"We spent the offseason like everybody else did," Coughlin said Wednesday, four days before his team faces the Eagles for the second time this month. "You look at your opponents. That's it. That's what you do in the offseason. You take your opponents. You start with your divisional foe. They've got a new head coach. What's his background? Done."
This is how we've done it before. This is how we'll do it again. And again. And again. So the Giants prepare their defense for the Eagles as they would for any opponent that has dabbled in the read-option or the pistol or the hurry-up: Coughlin calls out "Mach" (as in Mach 1, the speed of sound) and has Eli Manning and the Giants' offense snap the ball every 20 seconds. The notion that Kelly's system might revolutionize the NFL was just something to cause Coughlin to turn up his nose.
"You knew that that was coming," he said. "So it wasn't any surprise."
He is one of the last of his kind, really, a coach who would seem a better fit during the days of Vince Lombardi, Woody Hayes, and George Halas. Sunday's game, truth be told, is symbolic of this cultural shift, both in the NFL and across the landscape of American culture and sports.
Coughlin is the emotional disciplinarian. He's a raw, scarlet face on a frozen night in Green Bay, shouting at his players during the 2008 NFC championship game, shouting at the officials, shouting at everyone in sight. He's football as it has always been. Kelly is the breaker of every unwritten rule, motivating his players less with his temper than with his creativity, going for it on fourth down and kicking conventional wisdom in the teeth. He's what football appears to be becoming.
That the Giants are 1-6, sliding toward their first losing season under Coughlin since 2004, and the Eagles are 3-4 under Kelly, after winning just four games last season under Andy Reid, only accentuates the disparity between the coaches' styles. At the moment, it's easy to argue that the stodgy, grumpy Coughlin - 67 years old, in the midst of what might be his last season with the Giants - represents everything that's antiquated about the NFL. Kelly is new. Kelly is different. Kelly is cool.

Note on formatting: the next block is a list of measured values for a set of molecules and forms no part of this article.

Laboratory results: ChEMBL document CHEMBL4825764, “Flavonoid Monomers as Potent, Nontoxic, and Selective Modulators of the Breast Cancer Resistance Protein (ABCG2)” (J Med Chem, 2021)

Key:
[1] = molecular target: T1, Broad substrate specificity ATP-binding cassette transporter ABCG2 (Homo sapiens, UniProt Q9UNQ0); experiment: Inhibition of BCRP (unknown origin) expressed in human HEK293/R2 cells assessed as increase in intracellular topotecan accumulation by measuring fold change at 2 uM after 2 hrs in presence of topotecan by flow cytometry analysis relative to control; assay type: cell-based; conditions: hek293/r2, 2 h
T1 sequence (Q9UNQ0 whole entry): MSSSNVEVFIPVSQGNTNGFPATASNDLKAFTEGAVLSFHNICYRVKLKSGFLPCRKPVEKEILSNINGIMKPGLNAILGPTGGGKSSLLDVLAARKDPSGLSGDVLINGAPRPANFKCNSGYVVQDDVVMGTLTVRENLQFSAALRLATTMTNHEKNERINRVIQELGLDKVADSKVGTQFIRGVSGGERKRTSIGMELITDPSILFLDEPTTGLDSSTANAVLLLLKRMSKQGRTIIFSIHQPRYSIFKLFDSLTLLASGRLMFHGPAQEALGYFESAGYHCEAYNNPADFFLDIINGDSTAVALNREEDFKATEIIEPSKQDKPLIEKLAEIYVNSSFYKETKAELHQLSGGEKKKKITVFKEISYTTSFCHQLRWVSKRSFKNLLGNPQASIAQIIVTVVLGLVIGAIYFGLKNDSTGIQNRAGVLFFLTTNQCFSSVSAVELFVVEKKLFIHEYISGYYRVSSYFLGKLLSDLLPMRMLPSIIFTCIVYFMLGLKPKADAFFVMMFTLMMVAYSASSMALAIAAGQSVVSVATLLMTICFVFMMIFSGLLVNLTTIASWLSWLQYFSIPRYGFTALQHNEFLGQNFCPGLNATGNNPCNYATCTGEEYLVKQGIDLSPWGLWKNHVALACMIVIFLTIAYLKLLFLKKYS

"That's what it's about," said defensive tackle Mike Patterson, who spent eight years with the Eagles before joining the Giants this season. "I'm sure [Kelly] wanted to come in there and bring his own style. He doesn't want to fill somebody else's shoes. He wants to make his own shoes.
"In a way, you have to give him credit. If he sees something, he's running with it. He believes in what he's doing."
That's the thing, though: Every coach believes in what he's doing. The question for Kelly is whether he'll be humble enough to adjust his approach if circumstances demand it. Coughlin was. His job was in jeopardy in 2007, and he entered that season with a mandate to listen a little more, to lighten up, to foster a working environment that wasn't as oppressive.
He's still oh-so old-school, and maybe his way doesn't work the way it once did. The Giants are awful this season and vulnerable to ridicule, and maybe Kelly really is the future.
But remember: Tom Coughlin did adjust. He did lighten up. And during the 10 years he has been their head coach, the Giants have won three division titles, reached the playoffs five times, and won two Super Bowls.
Wouldn't Chip Kelly sign up for that? Wouldn't you?